Fishing for trout is a rite of spring. It happens every year, somewhere between mid-March and early April when the trees bud out, the weather patterns warm, Easter flowers bloom, and the decades-old tradition of springtime trout fishing begins. Whether on opening day or shortly thereafter, the early spring trout gig usually signals the start of another fishing season for thousands of anglers in the Mid-Atlantic region. It can range from native brookies in the high-country trickles to established rainbow populations in well-managed streams, but for the vast majority of trout scouts, the best of the action involves the catching and consuming of the stocked rainbows, browns, and coveted golden trout provided by state DNRs and local agencies.
Indeed, this is not the same experience you might expect in Montana, Colorado, or even prime Pennsylvania streams. But it does provide us with a wealth of 10- to 13-inch fish that are willing to take a variety of baits and lures and give us a great ultralight tussle along the way. Throw in some harvest of tasty trout fillets and the chance for a hatchery giant, and this is what many of us have grown up knowing as “trout fishing.”
Many anglers view the early trout gig as the initial rite of spring kicking off their fishing season. Others fish year-round in open waters that provide catch and release action during the winter. But to me, the spring trout gig is a chance to veer from those early hit-or-miss yellow perch runs, chain pickerel sessions, or the early panfish bite at warmer climes. Here is a game plan for success when and if the stocked trout are your target.
Trout Fishing Tackle
Unless you expect to encounter trout that consistently exceed the 20-inch benchmark, most of your fishing can be done with ultralight spinning gear. In most creeks and small rivers, a five- to six-foot rod will do. Teamed with a smooth-dragged 1000 series reel you can cast to most reaches of smaller, moving water. Lines are often a matter of choice, but we use Trout Magnet SOS four-pound mono in light green for most of this work. Trilene extra limp four-pound mono in clear or Yo-Zuri Hybrid are other good options. A quality limp, castable line makes for more accurate casting and will propel small spinners, spoons, or other lures the distance you’ll need to catch fish.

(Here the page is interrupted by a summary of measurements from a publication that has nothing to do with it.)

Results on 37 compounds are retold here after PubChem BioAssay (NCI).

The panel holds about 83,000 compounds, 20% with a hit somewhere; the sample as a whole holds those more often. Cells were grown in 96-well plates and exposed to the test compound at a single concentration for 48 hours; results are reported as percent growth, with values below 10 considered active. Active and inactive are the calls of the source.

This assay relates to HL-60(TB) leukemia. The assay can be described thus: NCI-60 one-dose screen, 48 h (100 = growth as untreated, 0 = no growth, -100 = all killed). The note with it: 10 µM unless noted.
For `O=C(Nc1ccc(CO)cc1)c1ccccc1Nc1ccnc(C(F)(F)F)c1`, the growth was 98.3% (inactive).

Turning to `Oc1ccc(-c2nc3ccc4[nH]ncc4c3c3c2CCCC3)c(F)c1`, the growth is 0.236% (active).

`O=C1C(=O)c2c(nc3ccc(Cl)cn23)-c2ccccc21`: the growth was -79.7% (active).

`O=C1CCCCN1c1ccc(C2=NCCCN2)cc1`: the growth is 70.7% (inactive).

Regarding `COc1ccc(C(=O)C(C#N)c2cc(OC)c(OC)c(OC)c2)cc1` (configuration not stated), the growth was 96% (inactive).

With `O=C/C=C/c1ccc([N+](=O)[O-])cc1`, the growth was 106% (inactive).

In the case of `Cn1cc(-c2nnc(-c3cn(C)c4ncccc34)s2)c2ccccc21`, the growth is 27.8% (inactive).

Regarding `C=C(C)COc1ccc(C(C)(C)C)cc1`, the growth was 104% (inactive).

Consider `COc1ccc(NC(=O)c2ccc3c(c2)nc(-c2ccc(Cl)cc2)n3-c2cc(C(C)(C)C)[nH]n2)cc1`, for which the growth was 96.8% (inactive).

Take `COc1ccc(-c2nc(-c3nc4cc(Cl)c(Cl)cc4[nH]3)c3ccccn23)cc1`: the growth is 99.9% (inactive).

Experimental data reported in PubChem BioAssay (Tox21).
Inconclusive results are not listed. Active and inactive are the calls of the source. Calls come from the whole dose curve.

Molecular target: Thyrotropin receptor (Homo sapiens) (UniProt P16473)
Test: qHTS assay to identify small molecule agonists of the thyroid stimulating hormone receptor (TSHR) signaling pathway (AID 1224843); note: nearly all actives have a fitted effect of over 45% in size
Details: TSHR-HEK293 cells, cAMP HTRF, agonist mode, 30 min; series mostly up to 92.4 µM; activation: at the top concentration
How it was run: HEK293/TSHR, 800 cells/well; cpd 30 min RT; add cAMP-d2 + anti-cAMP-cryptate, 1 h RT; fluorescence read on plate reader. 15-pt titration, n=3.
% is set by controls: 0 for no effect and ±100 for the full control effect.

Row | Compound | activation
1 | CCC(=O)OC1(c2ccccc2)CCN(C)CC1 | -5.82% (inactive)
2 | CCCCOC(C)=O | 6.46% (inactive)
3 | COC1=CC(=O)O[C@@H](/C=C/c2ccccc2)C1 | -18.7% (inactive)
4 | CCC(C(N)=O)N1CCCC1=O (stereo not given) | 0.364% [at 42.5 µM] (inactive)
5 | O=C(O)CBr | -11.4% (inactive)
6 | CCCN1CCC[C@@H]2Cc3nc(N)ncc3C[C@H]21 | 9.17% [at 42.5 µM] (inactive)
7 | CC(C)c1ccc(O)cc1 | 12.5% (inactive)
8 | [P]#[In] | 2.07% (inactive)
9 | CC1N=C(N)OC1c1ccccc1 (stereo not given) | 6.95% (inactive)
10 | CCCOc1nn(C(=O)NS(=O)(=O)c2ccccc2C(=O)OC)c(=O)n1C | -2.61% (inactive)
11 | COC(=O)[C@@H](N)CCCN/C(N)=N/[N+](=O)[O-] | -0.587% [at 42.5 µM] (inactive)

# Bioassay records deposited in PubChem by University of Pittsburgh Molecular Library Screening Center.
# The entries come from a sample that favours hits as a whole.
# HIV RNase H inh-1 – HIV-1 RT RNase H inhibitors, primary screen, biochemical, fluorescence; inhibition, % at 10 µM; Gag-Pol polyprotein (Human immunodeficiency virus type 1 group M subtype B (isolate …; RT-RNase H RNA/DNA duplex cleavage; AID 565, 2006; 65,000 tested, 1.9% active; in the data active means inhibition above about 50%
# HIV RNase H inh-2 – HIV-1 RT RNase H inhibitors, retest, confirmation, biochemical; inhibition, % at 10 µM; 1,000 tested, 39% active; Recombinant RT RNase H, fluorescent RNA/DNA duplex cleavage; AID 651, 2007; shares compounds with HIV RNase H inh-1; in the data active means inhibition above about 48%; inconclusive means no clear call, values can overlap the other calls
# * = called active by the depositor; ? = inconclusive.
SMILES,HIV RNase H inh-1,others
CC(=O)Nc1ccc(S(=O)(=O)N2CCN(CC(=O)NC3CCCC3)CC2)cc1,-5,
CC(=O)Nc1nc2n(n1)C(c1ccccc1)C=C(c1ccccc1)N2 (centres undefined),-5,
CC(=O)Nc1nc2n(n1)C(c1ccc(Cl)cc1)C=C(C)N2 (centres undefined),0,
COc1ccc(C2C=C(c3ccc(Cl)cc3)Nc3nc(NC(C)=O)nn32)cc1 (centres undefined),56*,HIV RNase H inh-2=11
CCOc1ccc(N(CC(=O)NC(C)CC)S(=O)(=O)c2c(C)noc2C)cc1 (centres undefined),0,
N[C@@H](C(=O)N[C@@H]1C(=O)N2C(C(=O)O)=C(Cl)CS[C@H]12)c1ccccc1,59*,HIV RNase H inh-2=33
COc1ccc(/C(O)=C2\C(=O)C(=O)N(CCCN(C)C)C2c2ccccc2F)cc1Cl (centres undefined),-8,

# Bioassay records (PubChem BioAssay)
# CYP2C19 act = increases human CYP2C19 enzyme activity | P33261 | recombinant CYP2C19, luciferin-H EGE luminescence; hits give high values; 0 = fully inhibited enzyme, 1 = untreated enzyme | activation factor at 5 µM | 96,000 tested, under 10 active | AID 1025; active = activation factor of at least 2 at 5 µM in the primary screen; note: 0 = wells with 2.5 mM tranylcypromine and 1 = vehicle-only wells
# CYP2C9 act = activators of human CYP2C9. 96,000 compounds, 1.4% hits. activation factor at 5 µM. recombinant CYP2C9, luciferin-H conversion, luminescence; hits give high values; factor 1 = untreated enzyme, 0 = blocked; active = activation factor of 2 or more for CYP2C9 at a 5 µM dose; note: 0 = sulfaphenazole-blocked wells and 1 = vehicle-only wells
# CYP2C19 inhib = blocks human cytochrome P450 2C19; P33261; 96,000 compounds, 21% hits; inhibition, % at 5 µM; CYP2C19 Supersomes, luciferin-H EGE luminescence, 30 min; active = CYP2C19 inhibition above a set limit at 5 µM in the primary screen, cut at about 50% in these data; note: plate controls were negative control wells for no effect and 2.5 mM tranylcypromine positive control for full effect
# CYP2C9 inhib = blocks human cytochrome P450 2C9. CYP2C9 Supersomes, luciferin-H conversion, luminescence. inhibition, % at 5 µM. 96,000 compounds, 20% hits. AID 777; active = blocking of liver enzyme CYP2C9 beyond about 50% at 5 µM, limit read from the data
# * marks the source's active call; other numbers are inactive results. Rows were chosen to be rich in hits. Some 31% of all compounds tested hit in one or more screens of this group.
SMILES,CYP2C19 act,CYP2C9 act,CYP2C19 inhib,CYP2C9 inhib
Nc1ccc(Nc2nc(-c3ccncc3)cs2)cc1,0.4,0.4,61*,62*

Over the years, I have found that while the shorter ultralight rods tend to work best in the confines of small streams, longer sticks shine where trout are stocked in community lakes or larger reservoirs. Currently, I like the eight-foot Wally Marshall Crappie Rods teamed with a Lews 100 Series Speed Spin for reaching stockers that tend to roam far from the shorelines of some lake venues. For greater distance on the cast I like Yo-Zuri Super Braid in 10-pound test. For a leader any quality, clear mono testing six or eight pounds will do the trick. This is a great rig for long distance casting with float rigs or delivering spoons or small crank baits.
Although many trout fans like to fish manufactured dough baits of various kinds, I prefer to cast either hardware or tiny panfish-sized jigs on bobbers to coax feeding fish. As far as hardware goes, the standard issue of Kastmaster, Super Duper, and Little Cleo spoons continue to catch their share of trout just about everywhere you go. Don’t overlook the Swedish Pimples of ice-fishing fame as a “straight-retrieve” option for stockers. We’ve had our best success with tenth to eighth of an ounce spoons with gold, silver, and rainbow trout patterns showing the best results.